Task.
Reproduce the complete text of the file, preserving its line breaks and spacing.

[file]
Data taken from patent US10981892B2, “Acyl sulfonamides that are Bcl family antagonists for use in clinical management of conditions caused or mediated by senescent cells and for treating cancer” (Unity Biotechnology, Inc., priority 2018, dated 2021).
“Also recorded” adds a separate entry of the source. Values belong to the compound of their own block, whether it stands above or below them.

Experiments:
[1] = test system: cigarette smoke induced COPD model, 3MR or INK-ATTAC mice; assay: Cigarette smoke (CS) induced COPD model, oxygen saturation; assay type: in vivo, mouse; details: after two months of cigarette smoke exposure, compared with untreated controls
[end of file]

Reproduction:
Data taken from patent US10981892B2, “Acyl sulfonamides that are Bcl family antagonists for use in clinical management of conditions caused or mediated by senescent cells and for treating cancer” (Unity Biotechnology, Inc., priority 2018, dated 2021).
“Also recorded” adds a separate entry of the source. Values belong to the compound of their own block, whether it stands above or below them.

Experiments:
[1] = test system: cigarette smoke induced COPD model, 3MR or INK-ATTAC mice; assay: Cigarette smoke (CS) induced COPD model, oxygen saturation; assay type: in vivo, mouse; details: after two months of cigarette smoke exposure, compared with untreated controls